Price growth remains weak in China even as the government steps up targeted efforts to support the economy, highlighting the depth of heavy industrial overcapacity and the impact of low global oil prices. According to data issued yesterday (10 November) by the National Bureau of Statistics, China’s CPI expanded by only 1.6% y-o-y in October, steady with readings a month prior. The producer price index (PPI) contracted by 2.2%, a steeper decline than the 1.8% contraction in September. Month-on-month CPI was flat, its slowest monthly gain in four months, while m-o-m PPI was steady at 0.4%. It seems the largest factor in the further weakening of the PPI in October was lower energy costs. The PPI within the petroleum and natural gas sector was -8.2% y-o-y, its lowest reading since June 2013 and representing a large downward shift from 3.1% growth in August. Aside from the recent change in oil prices, old stalwarts continue to lead industrial deflation, including mining and quarrying, raw materials and non-ferrous metals. While lower price growth could provide more space for policy easing, rhetoric from central leaders indicate broad monetary easing remains unlikely. An active fiscal policy will continue to be used to stoke demand for some employment intensive sectors while short duration liquidity injections may be used to ease financial sector strains. Weaker energy prices should also support stronger margins for some sectors, which may stimulate additional output without government intervention.
Chinese export growth slowed from a 19-month high in October, although it remained relatively buoyant. According to data issued by China's General Administration of Customs, on 8 November exports grew by 11.6% y-o-y in October, down from a blistering fast 15.3% in September.
Imports growth also moderated to 4.6% from 7.0% a month prior. Among major partners, moderately slower growth was most apparent in Hong Kong, which slowed from 34% to 24%, and the EU, which slowed from 14.9% to 4.1%. Hong Kong and the EU together account for just under half of China's nominal exports.
During October, China's trade surplus was $45.4 billion, compared to $31 billion a year prior. In October, China's various purchasing managers' indices all showed weakening export orders to varying degrees, indicating that external demand would soften in the 4Q after playing an instrumental role in sustain growth during the 3Q. While China's monthly trade surplus remains high, y-o-y gains have weakened relative to early in the 3Q. During July and August China's trade surplus was an average of $25 billion higher in levels than a year prior, while that narrowed to a $15.1 billion average gain in September and October.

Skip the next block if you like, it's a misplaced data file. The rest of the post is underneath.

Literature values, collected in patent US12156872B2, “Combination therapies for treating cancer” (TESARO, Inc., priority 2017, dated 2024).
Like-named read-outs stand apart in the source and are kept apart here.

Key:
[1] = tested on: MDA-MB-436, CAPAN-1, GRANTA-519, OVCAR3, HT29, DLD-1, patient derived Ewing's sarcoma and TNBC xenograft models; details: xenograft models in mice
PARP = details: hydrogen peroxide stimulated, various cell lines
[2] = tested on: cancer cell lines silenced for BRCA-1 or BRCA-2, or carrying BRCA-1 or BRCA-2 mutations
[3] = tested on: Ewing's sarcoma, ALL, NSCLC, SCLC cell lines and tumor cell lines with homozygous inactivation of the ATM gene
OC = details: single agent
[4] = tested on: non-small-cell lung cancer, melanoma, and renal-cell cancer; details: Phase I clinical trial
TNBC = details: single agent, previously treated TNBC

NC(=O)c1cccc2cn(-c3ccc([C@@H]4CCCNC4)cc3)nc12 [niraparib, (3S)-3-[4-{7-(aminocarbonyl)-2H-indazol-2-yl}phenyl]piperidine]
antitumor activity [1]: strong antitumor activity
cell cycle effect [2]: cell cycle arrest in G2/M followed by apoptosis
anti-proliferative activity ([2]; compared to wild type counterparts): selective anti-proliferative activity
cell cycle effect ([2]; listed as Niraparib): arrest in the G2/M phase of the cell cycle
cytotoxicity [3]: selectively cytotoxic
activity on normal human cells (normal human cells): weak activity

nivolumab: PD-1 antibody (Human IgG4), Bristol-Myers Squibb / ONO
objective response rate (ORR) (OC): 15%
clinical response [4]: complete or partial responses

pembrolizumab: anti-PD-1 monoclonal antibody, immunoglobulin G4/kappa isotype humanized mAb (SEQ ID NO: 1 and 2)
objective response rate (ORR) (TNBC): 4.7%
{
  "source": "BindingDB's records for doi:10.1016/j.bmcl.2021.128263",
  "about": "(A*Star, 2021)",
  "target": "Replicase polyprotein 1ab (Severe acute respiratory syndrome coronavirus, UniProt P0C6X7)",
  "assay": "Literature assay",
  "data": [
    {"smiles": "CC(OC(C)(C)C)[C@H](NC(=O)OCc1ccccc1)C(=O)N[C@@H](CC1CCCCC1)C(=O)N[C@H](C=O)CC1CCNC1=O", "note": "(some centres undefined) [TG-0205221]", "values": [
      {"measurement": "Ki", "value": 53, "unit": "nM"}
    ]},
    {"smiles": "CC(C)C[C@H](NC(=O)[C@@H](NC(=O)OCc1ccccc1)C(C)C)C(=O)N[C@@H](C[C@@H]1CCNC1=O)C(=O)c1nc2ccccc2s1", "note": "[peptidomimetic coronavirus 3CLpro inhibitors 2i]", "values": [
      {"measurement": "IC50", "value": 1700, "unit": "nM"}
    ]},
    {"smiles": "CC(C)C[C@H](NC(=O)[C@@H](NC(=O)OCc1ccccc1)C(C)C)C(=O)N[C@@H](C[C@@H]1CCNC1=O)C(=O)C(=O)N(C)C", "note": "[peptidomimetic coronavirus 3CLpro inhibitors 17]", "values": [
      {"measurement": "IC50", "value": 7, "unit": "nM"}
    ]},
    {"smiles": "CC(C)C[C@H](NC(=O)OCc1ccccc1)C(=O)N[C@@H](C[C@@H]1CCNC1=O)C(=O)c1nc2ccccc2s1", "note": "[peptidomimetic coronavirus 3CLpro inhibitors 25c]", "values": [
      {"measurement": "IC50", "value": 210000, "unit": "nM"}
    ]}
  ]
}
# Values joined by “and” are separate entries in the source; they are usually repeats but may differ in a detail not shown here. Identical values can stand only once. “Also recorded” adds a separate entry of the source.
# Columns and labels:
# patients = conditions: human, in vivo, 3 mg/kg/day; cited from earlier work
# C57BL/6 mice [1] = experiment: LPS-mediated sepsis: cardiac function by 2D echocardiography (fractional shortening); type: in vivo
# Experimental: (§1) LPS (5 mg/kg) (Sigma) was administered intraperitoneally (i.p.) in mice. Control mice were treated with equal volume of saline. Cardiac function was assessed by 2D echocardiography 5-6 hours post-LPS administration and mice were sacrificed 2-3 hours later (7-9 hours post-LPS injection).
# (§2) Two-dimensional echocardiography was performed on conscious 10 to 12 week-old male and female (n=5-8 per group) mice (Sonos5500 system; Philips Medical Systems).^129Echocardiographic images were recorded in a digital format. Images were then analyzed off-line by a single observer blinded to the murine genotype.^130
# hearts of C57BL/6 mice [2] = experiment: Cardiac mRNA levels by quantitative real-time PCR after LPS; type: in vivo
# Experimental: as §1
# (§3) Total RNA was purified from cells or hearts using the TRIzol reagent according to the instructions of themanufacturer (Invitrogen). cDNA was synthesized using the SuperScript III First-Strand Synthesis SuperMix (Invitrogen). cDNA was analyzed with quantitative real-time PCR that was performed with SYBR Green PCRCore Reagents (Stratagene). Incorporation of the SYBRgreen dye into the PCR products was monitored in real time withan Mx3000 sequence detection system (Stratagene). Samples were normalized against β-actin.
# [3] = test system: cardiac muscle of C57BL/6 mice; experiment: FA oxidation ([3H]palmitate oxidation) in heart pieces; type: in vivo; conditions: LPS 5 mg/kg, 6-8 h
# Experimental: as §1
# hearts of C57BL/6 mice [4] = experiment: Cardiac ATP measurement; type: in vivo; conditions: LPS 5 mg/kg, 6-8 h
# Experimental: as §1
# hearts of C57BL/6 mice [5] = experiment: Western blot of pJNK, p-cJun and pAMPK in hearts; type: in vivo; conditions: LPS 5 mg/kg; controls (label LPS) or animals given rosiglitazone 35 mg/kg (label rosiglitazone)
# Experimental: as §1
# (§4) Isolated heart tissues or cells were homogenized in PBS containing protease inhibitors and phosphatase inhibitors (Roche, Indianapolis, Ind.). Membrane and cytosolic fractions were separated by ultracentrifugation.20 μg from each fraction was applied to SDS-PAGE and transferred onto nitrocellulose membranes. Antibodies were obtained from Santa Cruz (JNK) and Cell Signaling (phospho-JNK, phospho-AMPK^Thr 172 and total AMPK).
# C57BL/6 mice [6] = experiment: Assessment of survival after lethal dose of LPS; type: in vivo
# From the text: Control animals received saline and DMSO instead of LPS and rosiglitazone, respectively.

Housing prices across major Chinese cities contracted at a slower pace in October compared to September, corroborating reports throughout October that sales volumes were improving to their highest weekly levels in months. According to data issued by the National Bureau of Statistics, in October prices in 69 of 70 cities declined m-o-m, the same as the previous month. In y-o-y terms, prices declined in 67 cities, compared to 58 in the previous month. Many headlines will obsess with deepening y-o-y declines, but those merely describe the cumulative impact of pricing over the last 12 months, rather than the current month and will almost certainly decline for at least one more quarter.
In terms of business activity, it seems inflationary pressures are forecast to ease further, although with both goods producers and service providers predicting a slower rate of input and output price inflation. A number of companies expect commodity prices, particularly for oil, to remain at relatively low levels in the year ahead due to expectations of softer global demand.
Manufacturing sentiments softened in November due to weakening external demand, consistent with other signs that Chinese growth remains shaky during the 4Q. According to data issued by the National Bureau of Statistics of China on 1 December, China's manufacturing PMI in November fell to 50.3 from 50.8 the previous month. While nearly every sub-index declined, by far the largest retreat was in new export orders, which fell from 49.9 to 48.4. Also notable is that output fell to 52.5 from 53.1, while total new orders shrank to 50.9 from 51.6. The China manufacturing HSBC PMI fell to a six-month low of 50 in the final reading for November, down from 50.4 in October and unchanged from the flash reading. Domestic demand expanded at a sluggish pace while new export order growth eased to a five-month low. Disinflationary pressures remain strong while the labour market weakened further. The data shows that the manufacturing sector lost momentum and point to weaker economic activity in November. The PBoC's rate cuts will help to stabilise property and manufacturing investment in the coming months. Further monetary and fiscal easing measures are still expected to offset downside risks to growth.
The GDP expected growth for 2014 remains unchanged at 7.4%. The expectation for 2015 is 7.2% but a further weakening in manufacturing sentiments is yet another sign that the risk remains primarily on the downside for the remainder of the 4Q. Net exports played an outsized role in growth during the 3Q and were it not for China's trade surge during that period, real growth would have slipped below 7%.